Symptoms of Neurofibromatoses






Neurofibromatosis Type 1 (NF1)

NF1 is usually diagnosed in childhood. Signs and symptoms are often noticeable at birth or shortly afterward, and almost always by age 10. They can vary in severity but are typically mild to moderate. Common signs and symptoms include:

  • Flat, light brown spots on the skin (café-au-lait spots): These harmless spots are common in many people. Having more than six café-au-lait spots suggests NF1. They are usually present at birth or appear during the first years of life and stop appearing after childhood.
  • Freckling in the armpits or groin area: Freckling usually appears by ages 3 to 5. Freckles are smaller than café-au-lait spots and tend to occur in clusters in skin folds.
  • Tiny bumps on the iris of the eye (Lisch nodules): These harmless nodules can’t easily be seen and don’t affect vision.
  • Soft, pea-sized bumps on or under the skin (neurofibromas): These benign tumors usually develop in or under the skin but can also grow inside the body. Sometimes, a growth will involve many nerves (plexiform neurofibroma), which, when located on the face, can cause disfigurement. Neurofibromas may increase in number with age.
  • Bone deformities: Abnormal bone development and a deficiency in bone mineral density can cause bone deformities such as a curved spine (scoliosis) or a bowed lower leg.
  • Tumor on the optic nerve (optic glioma): These tumors usually appear by age 3, rarely in late childhood and adolescence, and almost never in adults.
  • Learning disabilities: Impaired thinking skills are common in children with NF1 but are usually mild. Often there is a specific learning disability, such as a problem with reading or mathematics. Attention-deficit/hyperactivity disorder (ADHD) and speech delay are also common.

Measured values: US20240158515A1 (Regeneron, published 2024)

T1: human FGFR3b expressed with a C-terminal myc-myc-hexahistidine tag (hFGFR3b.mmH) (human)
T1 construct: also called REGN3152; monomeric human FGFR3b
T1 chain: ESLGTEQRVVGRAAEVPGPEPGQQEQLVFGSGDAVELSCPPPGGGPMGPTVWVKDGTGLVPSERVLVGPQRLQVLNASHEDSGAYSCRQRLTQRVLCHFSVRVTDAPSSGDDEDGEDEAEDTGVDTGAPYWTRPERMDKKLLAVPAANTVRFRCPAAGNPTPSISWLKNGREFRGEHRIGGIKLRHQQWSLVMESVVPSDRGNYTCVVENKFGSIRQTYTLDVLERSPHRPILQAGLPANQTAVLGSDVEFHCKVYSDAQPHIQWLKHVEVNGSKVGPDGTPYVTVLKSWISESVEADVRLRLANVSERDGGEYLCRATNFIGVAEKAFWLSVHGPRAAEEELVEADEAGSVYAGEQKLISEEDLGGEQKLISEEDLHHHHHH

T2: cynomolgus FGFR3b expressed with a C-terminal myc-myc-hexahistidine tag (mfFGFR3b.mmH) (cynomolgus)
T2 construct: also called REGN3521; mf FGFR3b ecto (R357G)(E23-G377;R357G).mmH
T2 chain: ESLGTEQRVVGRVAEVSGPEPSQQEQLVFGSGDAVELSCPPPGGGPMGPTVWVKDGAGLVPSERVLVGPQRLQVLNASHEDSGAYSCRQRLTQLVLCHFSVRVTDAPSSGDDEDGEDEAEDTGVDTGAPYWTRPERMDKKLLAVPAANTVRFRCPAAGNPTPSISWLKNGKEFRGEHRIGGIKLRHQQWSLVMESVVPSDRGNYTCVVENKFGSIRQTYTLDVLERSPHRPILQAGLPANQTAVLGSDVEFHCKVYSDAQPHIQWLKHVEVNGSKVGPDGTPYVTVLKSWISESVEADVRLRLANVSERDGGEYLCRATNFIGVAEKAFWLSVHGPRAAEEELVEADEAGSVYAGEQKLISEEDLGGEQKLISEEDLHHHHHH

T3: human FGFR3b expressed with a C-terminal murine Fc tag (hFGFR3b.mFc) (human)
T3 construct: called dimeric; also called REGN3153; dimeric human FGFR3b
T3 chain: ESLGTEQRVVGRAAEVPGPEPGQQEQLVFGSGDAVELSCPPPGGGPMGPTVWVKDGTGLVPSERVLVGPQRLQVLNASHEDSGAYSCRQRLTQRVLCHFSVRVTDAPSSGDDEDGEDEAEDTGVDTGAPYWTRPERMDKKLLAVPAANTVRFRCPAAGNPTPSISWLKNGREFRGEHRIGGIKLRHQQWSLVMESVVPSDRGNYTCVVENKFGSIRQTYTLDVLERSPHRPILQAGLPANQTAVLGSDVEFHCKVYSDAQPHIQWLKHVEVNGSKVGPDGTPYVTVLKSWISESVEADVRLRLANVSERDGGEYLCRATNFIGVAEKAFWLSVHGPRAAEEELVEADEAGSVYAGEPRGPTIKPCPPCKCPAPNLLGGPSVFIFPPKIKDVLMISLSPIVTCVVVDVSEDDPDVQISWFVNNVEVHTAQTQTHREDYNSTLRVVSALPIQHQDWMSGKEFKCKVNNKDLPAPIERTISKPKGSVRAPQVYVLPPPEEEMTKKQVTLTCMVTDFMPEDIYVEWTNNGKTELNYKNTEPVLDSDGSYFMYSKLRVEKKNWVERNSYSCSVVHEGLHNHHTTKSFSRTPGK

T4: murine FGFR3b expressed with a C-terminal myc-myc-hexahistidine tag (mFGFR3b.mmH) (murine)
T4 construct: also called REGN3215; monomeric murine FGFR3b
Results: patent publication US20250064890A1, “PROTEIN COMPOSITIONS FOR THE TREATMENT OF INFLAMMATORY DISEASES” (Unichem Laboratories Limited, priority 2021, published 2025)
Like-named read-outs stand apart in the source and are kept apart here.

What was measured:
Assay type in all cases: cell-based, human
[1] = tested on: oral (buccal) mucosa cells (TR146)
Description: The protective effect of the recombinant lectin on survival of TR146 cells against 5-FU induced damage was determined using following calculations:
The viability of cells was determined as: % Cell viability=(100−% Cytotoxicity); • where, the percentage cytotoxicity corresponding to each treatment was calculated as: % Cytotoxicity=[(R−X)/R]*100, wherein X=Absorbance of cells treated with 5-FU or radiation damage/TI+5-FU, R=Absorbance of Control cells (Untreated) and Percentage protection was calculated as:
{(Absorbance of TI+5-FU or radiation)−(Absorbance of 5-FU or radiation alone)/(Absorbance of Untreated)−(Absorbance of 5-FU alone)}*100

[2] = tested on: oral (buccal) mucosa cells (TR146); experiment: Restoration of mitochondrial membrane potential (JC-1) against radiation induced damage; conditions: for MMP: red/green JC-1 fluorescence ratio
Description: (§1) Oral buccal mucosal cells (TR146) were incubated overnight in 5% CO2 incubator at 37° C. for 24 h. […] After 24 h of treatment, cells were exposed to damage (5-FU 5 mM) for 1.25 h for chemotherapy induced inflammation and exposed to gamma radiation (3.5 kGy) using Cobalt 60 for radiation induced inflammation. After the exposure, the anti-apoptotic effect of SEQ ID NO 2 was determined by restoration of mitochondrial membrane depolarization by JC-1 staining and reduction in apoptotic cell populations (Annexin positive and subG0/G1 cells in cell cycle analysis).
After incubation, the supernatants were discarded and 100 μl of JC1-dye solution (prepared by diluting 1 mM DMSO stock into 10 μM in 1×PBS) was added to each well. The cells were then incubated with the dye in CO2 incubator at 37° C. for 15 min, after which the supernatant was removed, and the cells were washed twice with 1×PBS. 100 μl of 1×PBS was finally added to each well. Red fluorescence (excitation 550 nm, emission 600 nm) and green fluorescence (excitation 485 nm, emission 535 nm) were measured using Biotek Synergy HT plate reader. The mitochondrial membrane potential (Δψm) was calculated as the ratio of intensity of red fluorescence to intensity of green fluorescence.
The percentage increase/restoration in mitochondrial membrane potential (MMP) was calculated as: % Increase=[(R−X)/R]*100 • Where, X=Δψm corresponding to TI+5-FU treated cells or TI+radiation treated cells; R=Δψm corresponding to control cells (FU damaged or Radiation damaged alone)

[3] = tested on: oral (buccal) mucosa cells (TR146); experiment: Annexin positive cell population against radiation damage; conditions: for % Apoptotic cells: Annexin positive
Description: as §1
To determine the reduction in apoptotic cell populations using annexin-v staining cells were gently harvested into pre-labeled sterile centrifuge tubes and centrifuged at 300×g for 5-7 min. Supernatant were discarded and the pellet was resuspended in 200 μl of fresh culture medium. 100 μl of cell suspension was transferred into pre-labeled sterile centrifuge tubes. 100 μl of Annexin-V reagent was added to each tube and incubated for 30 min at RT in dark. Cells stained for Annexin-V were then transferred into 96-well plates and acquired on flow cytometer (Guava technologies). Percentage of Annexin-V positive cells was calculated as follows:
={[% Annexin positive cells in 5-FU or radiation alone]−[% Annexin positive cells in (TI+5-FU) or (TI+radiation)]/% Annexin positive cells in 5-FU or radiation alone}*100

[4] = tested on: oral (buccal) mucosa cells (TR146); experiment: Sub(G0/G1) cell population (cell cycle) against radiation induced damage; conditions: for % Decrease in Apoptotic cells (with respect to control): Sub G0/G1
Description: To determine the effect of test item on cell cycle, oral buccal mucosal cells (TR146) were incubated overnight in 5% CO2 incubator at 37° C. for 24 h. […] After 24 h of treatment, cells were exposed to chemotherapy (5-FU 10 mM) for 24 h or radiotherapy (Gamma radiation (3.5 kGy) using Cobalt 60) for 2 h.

• Larger-than-average head size: Children with NF1 tend to have a larger head size due to increased brain volume.
  • Short stature: Children with NF1 are often below average in height.

Neurofibromatosis Type 2 (NF2)

NF2 is much less common than NF1. Signs and symptoms of NF2 usually result from the development of benign, slow-growing tumors in both ears (acoustic neuromas), which can cause hearing loss. Also known as vestibular schwannomas, these tumors grow on the nerve that carries sound and balance information from the inner ear to the brain.

Signs and symptoms generally appear during the late teen and early adult years and can vary in severity. They include:

  • Gradual hearing loss
  • Ringing in the ears (tinnitus)
  • Poor balance
  • Headaches

Sometimes, NF2 can lead to the growth of schwannomas in other nerves, including the cranial, spinal, visual (optic), and peripheral nerves. Other benign tumors may also develop. Signs and symptoms of these tumors can include:

  • Numbness and weakness in the arms or legs
  • Pain
  • Balance difficulties
  • Facial drop
  • Vision problems or cataracts
  • Seizures
  • Headaches


This rare type of neurofibromatosis usually affects people after age 20, with symptoms typically appearing between ages 25 and 30. Schwannomatosis causes tumors to develop on the cranial, spinal, and peripheral nerves but rarely on the nerve that carries sound and balance information from the inner ear to the brain. Tumors usually do not grow on both hearing nerves, so people with schwannomatosis do not experience the same hearing loss as those with NF2. Symptoms include:

  • Chronic pain: This can occur anywhere in the body and can be disabling.
  • Numbness or weakness: This can affect various parts of the body.
  • Loss of muscle

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